My driveway (which is built with paving slabs) has been somewhat neglected
over the past year, and as a result has a major problem with weeds (some as
big as triffids ;) ) growing up between the slabs. I'm planning on tackling
it in the near future, and wanted to get some advice.
My plan is as follows:
1. Remove the bigger clumps of weed
2. Lift the slabs
3. Put down some very strong weed killer
4. Check the level of the base (allowing for run-off) which I think is
currently just sand on hardcore.
5. Re-lay the slabs, and 'grout' them.
Any advice on what weedkiller to use, and the best (read easiest) way to
'grout' the slabs to stop anything growing back for as long as possible?
I had similar triffids in full flower in our back yard (concrete slabs)
earlier. I adopted the following strategy.
1. blitz them with glyphosate, blitz them good and proper, wet them all
2. Wait a week for the glyphosate to kill the roots then get a tool like
I have. It is basically a flat piece of aluminium in a strong hook shape
and a handle. You insert said tool between slabs and scrape out both
plants and accumulated soil.
3. Sweep it all up regularly.
4. scrape the gaps regularly to prevent soil buildup and especially at
the start of spring.
School of Life Sciences, University of Dundee, Scotland
Other than the weeds, is the drive ok, or could it do with relaying
If it is otherwise ok I wouldn't bother with lifting the slabs, as
someone else has said, glyphosphate (such as Roundup) will do the job of
killing the growing weeds - this is a systemic weed killer - it is
translocated through the plant and kills the roots as well. So it kills
perennial weeds such as Dandelions etc.
Most of the weeds that are going to grow in this situation will be
killed with one application. sometimes a big old Dandelion root may
take a couple of goes.
It doesn't stop new weeds growing of course, but a further application
is easy enough.
You could use Sodium Chlorate as this is a persistent weed killer, but
I don't think ti would really get down into the ground- but note that if
it gets into the soil where you want to grow anything else then it can
take 6 months of more before stuff can grow there.
As for 'grouting' if the slabs have been tight laid (like pavements)
there is little to do. You can try brushing in the sand they use for
block paving, but I don't think it's make a lot of difference.
You need say about 10mm gap between the slabs so that you can mortar in
between them. This will stop pretty much all of the weed growth as long
as it stays sound.
If you do lift the slabs and relay them I wouldn't bother weed killing
the ground. The weeds don't come up through the slabs, they germinate
in the gaps and grow down into the soil.
For advice on the paving see Cormaic's site:
In my experiance all weedkillers that are selective, or 'specially
formulated for your driveway' are expensive and crap. I relaid my patio
after moving in as year ago as it suffered the same problem. I ripped up the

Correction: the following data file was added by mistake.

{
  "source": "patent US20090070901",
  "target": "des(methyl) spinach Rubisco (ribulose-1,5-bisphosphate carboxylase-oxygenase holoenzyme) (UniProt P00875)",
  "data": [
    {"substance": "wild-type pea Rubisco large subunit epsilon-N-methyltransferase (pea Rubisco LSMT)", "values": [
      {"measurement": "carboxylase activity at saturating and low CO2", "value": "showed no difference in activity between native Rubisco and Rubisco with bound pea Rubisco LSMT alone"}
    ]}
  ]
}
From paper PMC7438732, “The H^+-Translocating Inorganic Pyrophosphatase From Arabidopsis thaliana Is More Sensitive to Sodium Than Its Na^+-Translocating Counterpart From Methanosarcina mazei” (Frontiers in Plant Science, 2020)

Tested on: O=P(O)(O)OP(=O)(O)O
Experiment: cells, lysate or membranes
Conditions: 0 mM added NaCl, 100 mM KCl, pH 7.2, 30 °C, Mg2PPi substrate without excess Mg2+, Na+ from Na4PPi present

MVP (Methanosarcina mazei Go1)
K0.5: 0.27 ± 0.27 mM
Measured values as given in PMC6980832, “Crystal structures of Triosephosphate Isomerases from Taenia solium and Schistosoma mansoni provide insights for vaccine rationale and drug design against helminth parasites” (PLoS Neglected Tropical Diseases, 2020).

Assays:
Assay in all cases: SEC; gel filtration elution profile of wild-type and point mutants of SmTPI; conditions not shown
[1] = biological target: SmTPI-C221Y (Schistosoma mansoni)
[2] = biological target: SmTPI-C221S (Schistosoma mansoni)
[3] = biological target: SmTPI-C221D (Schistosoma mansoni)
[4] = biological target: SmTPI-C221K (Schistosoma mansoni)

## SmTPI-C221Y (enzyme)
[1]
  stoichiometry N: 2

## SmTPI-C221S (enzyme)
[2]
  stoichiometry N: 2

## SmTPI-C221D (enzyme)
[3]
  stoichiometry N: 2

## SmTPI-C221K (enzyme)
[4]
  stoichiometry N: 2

weeds, lifted the slabs, chuned the base, levelled it, poured loads of
sodium chloate down and then put down bin liners (covering the whole area
with no gaps) and relaid the slabs on top using some sand where necessary to
level. "Grouted" with a sand / cement mix. I then oiled my spurs and went
off into the sunset on my horse.
It does take a while, for me it was something like 8 slabs an hour but I'm
slow, get bored doing things like this and it was hot... It is hard work but
you only do it the once.
Nothing has grown back in over a year now and I've not done anything to it
since either. I guess the bin liners stop any water getting to the roots
(and washing the nasty weedkiller away).
Spray with a weed killer sprayer every 3 months using a Roundup copy
(much, MUCH cheaper, usually more concentrated and just as good) and that
should sort it, or even get some Dairy Hypochorite from a farm supply
place (bleach) and water the slabs with that, diluted. Cleans the slabs
like new, stops green mould and stops weeds growing. Be careful with it,
but it has a multitude of uses, IMO.
There are better thungs than Glyphosate for totall kill. Sodium Chlorate
is one, and there are others (2-4 summat?)
Agreed totally., Just scrape out the much, or use a pressure washer as well.
Or, as in my case, mae a 6:1 sand cement mixture and brush in to the
gaps. tamp down hard.
It goes off eventually.
Now tyou can simply pressure wash the area any time it gets 'seedy' :-)
After a few years rain frost and cars, it needs doing again. But not as
often as weeding if you don't...
That sounds like a good idea. I thought of regrouting with sand on my
slabs but being a biologist I realised it wouldn't take long for the
sand to become an ideal growing mix. But with cement it would take a lot
How hard would it be to scrape this out and redo after a few years?
School of Life Sciences, University of Dundee, Scotland
I know I'll regret asking but... couldn't sodium chlorate be added to the
filling mix or would it just get washed away? Only asking as I have the same
problem on the patio but the gaps between flags are too small to use a
traditional "grout" - 3-4mm so a dry mix brushed in would seem ideal.
Roundup which works on growing weeds, Simazine lays on the surface and
remains active in stopping weed growing.
Alternatively Jeyes fluid can be sprayed more regularly and will also
help control moss .
Paul Mc Cann
HomeOwnersHub.com is a website for homeowners and building and maintenance pros. It is not affiliated with any of the manufacturers or service providers discussed here.
All logos and trade names are the property of their respective owners.